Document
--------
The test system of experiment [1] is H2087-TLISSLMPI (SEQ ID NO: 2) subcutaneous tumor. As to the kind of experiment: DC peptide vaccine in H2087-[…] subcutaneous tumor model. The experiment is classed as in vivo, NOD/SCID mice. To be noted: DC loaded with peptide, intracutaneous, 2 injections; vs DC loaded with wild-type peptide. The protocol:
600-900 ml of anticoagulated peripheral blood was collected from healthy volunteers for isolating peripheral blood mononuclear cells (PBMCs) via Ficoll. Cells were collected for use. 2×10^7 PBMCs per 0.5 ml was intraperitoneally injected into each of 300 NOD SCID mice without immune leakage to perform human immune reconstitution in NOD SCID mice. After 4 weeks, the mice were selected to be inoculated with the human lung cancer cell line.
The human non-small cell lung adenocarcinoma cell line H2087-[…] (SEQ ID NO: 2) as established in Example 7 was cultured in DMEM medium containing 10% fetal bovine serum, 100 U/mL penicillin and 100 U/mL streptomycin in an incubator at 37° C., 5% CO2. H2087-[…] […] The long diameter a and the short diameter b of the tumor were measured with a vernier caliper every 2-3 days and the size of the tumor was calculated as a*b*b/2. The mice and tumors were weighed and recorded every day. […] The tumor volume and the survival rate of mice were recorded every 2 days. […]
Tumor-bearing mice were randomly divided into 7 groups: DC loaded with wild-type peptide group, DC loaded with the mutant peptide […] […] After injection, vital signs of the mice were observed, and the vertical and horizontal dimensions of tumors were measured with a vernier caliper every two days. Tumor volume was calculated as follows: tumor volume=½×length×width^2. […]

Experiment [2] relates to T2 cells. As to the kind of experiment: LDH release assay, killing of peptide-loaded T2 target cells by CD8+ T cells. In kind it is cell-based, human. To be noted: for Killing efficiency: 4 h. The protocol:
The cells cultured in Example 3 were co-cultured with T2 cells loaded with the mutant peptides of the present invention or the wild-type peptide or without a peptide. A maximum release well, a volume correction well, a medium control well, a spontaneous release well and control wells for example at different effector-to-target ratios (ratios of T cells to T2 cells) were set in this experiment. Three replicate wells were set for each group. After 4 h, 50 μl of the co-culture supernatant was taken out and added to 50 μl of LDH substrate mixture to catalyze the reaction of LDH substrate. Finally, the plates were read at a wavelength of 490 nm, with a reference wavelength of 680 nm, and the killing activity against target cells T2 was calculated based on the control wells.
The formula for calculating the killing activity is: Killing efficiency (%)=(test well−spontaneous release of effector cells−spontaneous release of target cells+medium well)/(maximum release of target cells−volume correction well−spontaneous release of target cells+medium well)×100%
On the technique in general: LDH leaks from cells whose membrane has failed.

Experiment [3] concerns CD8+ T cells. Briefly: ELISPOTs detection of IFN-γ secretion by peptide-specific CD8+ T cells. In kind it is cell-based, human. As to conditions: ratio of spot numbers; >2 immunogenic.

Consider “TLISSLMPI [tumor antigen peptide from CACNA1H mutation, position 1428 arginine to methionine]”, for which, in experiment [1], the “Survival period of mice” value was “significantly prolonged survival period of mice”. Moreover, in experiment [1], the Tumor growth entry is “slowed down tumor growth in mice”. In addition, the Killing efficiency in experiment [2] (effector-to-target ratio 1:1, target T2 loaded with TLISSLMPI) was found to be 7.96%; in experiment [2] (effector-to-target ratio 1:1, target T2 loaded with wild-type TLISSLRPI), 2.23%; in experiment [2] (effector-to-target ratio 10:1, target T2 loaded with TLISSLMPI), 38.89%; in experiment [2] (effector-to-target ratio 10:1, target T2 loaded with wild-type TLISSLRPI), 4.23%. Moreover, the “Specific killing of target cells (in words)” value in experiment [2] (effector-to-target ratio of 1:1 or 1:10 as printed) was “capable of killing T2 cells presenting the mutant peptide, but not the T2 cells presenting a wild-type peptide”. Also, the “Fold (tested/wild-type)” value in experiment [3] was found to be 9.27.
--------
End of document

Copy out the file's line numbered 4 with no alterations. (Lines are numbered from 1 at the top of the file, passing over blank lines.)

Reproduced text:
Tumor-bearing mice were randomly divided into 7 groups: DC loaded with wild-type peptide group, DC loaded with the mutant peptide […] […] After injection, vital signs of the mice were observed, and the vertical and horizontal dimensions of tumors were measured with a vernier caliper every two days. Tumor volume was calculated as follows: tumor volume=½×length×width^2. […]